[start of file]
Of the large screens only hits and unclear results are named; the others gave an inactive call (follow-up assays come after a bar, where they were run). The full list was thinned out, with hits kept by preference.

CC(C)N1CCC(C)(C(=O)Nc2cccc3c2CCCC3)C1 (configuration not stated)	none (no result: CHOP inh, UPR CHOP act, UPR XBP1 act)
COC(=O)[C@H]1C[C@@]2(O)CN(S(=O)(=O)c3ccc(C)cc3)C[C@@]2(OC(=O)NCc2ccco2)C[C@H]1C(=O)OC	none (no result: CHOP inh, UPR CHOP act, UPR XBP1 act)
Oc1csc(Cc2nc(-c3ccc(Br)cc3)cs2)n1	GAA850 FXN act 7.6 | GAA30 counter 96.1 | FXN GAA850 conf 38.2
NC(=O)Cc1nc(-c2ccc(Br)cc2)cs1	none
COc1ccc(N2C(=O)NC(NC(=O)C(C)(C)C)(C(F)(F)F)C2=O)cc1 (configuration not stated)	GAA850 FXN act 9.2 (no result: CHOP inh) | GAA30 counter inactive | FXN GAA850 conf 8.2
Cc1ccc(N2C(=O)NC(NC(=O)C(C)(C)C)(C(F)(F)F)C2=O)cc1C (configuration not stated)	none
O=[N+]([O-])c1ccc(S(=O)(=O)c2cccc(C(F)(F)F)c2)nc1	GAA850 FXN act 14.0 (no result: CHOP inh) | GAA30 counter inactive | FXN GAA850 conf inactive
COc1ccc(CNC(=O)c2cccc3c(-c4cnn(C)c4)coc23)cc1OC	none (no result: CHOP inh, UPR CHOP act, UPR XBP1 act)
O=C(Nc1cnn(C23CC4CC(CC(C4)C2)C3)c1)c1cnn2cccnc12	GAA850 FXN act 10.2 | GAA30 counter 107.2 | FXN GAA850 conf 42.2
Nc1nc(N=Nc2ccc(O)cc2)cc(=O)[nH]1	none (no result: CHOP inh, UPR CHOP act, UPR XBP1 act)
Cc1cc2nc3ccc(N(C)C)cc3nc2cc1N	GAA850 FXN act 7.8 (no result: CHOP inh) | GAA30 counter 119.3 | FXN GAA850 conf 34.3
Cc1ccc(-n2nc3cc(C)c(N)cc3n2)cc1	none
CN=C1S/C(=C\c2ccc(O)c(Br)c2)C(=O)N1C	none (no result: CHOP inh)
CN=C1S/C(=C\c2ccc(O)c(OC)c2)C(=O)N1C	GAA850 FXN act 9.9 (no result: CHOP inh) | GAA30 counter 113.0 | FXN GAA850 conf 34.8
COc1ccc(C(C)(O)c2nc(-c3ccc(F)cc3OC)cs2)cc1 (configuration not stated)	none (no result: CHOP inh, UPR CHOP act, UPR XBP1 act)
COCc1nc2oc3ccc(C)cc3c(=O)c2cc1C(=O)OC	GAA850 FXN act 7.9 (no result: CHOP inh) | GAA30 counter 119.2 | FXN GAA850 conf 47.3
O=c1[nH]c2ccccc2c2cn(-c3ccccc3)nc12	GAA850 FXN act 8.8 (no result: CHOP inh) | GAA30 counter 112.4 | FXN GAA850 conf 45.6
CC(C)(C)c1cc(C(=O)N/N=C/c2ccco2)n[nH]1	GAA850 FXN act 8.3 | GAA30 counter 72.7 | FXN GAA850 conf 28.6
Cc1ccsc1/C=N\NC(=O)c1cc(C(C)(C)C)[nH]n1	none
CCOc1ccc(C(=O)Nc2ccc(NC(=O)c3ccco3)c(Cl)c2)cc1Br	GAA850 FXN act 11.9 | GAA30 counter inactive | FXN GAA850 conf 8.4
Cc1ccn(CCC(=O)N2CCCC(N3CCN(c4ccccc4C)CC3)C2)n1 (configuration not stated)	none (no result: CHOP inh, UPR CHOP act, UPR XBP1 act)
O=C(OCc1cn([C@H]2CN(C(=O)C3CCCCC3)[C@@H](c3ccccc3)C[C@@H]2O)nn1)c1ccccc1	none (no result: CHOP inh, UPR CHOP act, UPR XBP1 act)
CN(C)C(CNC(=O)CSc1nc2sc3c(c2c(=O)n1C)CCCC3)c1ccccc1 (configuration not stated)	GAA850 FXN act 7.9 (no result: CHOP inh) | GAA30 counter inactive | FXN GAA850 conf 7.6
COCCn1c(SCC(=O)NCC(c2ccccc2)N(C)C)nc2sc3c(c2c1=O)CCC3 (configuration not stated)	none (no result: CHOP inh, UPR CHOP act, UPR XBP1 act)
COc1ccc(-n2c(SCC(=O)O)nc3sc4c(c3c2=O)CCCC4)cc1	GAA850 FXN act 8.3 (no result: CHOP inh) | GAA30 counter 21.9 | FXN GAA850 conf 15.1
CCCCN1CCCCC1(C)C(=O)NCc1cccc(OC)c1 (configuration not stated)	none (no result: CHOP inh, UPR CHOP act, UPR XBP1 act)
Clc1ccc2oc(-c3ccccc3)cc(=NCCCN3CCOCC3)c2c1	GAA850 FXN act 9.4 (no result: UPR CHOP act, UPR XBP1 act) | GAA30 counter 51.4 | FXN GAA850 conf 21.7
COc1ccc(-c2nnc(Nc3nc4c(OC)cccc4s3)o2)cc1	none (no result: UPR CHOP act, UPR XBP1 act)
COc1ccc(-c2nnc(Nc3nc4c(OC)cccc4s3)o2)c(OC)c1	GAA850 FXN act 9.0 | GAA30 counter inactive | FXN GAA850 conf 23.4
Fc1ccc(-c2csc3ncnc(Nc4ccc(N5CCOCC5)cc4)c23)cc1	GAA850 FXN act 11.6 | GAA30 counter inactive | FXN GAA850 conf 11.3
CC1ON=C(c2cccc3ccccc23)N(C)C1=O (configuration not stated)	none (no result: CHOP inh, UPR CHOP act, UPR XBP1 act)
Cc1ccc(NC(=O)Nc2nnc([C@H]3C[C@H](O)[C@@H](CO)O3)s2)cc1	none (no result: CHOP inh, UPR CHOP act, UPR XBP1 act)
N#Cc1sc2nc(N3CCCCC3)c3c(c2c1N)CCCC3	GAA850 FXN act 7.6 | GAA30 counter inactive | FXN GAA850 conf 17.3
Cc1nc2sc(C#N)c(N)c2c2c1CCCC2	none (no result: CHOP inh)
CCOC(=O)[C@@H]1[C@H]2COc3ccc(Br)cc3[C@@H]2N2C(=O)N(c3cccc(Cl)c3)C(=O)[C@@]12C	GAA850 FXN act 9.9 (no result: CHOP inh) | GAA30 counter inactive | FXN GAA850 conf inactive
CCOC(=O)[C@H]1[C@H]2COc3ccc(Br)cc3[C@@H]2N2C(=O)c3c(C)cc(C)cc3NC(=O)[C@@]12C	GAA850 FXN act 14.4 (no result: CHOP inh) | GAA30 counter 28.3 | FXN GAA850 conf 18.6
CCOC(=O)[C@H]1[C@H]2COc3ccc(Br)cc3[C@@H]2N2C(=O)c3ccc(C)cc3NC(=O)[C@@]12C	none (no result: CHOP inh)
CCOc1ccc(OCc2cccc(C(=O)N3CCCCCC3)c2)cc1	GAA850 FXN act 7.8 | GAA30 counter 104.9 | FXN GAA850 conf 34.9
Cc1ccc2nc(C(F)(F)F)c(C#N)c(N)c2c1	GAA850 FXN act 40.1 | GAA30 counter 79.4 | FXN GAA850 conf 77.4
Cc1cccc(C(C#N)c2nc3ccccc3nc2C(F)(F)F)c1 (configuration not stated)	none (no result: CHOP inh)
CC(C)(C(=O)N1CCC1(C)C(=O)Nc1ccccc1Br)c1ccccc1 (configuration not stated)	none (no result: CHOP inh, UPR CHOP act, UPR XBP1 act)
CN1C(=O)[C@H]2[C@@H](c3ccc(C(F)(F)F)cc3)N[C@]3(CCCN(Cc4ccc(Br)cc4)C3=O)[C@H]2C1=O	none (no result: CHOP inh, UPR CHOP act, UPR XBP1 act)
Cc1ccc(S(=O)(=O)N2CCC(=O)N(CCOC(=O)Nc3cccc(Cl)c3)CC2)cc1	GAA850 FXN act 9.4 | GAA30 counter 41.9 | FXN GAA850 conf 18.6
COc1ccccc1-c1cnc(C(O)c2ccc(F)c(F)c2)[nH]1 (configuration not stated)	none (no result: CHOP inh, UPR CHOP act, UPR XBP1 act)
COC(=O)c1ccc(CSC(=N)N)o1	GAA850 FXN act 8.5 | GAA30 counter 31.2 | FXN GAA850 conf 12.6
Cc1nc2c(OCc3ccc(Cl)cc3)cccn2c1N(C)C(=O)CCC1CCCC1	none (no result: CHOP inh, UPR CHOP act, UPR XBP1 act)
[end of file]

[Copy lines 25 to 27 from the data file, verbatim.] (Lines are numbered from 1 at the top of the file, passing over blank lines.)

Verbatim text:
COCCn1c(SCC(=O)NCC(c2ccccc2)N(C)C)nc2sc3c(c2c1=O)CCC3 (configuration not stated)	none (no result: CHOP inh, UPR CHOP act, UPR XBP1 act)
COc1ccc(-n2c(SCC(=O)O)nc3sc4c(c3c2=O)CCCC4)cc1	GAA850 FXN act 8.3 (no result: CHOP inh) | GAA30 counter 21.9 | FXN GAA850 conf 15.1
CCCCN1CCCCC1(C)C(=O)NCc1cccc(OC)c1 (configuration not stated)	none (no result: CHOP inh, UPR CHOP act, UPR XBP1 act)